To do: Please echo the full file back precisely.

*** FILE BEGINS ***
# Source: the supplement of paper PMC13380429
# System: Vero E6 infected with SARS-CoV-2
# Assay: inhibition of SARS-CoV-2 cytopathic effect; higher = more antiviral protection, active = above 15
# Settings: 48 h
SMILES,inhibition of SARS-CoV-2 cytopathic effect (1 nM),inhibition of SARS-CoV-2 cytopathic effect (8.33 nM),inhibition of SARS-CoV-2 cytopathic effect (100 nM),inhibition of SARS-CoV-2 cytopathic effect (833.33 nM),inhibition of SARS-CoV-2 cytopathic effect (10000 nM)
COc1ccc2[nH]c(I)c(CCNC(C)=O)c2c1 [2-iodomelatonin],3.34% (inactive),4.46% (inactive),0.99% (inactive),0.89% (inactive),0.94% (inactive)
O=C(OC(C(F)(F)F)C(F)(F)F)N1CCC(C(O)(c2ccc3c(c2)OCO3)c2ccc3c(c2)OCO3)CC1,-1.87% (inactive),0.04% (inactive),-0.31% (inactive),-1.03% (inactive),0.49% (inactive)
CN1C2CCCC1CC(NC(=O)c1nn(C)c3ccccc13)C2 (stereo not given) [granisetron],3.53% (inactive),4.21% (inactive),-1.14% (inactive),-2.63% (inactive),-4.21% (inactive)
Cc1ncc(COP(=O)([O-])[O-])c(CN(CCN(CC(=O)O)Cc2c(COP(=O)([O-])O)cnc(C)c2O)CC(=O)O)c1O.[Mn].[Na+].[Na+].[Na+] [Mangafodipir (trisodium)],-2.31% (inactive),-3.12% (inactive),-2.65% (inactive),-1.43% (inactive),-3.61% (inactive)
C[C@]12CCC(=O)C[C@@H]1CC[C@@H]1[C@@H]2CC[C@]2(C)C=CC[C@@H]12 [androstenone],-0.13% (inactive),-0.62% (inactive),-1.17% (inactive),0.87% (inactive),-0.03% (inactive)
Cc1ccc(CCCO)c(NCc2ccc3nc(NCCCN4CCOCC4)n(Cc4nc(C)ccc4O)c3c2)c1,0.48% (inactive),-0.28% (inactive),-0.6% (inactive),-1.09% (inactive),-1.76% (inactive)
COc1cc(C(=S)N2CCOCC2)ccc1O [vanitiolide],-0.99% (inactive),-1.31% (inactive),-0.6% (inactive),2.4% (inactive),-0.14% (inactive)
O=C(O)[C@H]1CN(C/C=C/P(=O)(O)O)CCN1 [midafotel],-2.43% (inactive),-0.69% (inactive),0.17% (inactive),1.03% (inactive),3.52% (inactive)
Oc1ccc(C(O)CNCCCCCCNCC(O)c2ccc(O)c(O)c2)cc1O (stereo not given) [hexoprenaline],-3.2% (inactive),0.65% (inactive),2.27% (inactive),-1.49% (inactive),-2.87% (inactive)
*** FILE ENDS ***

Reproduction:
# Source: the supplement of paper PMC13380429
# System: Vero E6 infected with SARS-CoV-2
# Assay: inhibition of SARS-CoV-2 cytopathic effect; higher = more antiviral protection, active = above 15
# Settings: 48 h
SMILES,inhibition of SARS-CoV-2 cytopathic effect (1 nM),inhibition of SARS-CoV-2 cytopathic effect (8.33 nM),inhibition of SARS-CoV-2 cytopathic effect (100 nM),inhibition of SARS-CoV-2 cytopathic effect (833.33 nM),inhibition of SARS-CoV-2 cytopathic effect (10000 nM)
COc1ccc2[nH]c(I)c(CCNC(C)=O)c2c1 [2-iodomelatonin],3.34% (inactive),4.46% (inactive),0.99% (inactive),0.89% (inactive),0.94% (inactive)
O=C(OC(C(F)(F)F)C(F)(F)F)N1CCC(C(O)(c2ccc3c(c2)OCO3)c2ccc3c(c2)OCO3)CC1,-1.87% (inactive),0.04% (inactive),-0.31% (inactive),-1.03% (inactive),0.49% (inactive)
CN1C2CCCC1CC(NC(=O)c1nn(C)c3ccccc13)C2 (stereo not given) [granisetron],3.53% (inactive),4.21% (inactive),-1.14% (inactive),-2.63% (inactive),-4.21% (inactive)
Cc1ncc(COP(=O)([O-])[O-])c(CN(CCN(CC(=O)O)Cc2c(COP(=O)([O-])O)cnc(C)c2O)CC(=O)O)c1O.[Mn].[Na+].[Na+].[Na+] [Mangafodipir (trisodium)],-2.31% (inactive),-3.12% (inactive),-2.65% (inactive),-1.43% (inactive),-3.61% (inactive)
C[C@]12CCC(=O)C[C@@H]1CC[C@@H]1[C@@H]2CC[C@]2(C)C=CC[C@@H]12 [androstenone],-0.13% (inactive),-0.62% (inactive),-1.17% (inactive),0.87% (inactive),-0.03% (inactive)
Cc1ccc(CCCO)c(NCc2ccc3nc(NCCCN4CCOCC4)n(Cc4nc(C)ccc4O)c3c2)c1,0.48% (inactive),-0.28% (inactive),-0.6% (inactive),-1.09% (inactive),-1.76% (inactive)
COc1cc(C(=S)N2CCOCC2)ccc1O [vanitiolide],-0.99% (inactive),-1.31% (inactive),-0.6% (inactive),2.4% (inactive),-0.14% (inactive)
O=C(O)[C@H]1CN(C/C=C/P(=O)(O)O)CCN1 [midafotel],-2.43% (inactive),-0.69% (inactive),0.17% (inactive),1.03% (inactive),3.52% (inactive)
Oc1ccc(C(O)CNCCCCCCNCC(O)c2ccc(O)c(O)c2)cc1O (stereo not given) [hexoprenaline],-3.2% (inactive),0.65% (inactive),2.27% (inactive),-1.49% (inactive),-2.87% (inactive)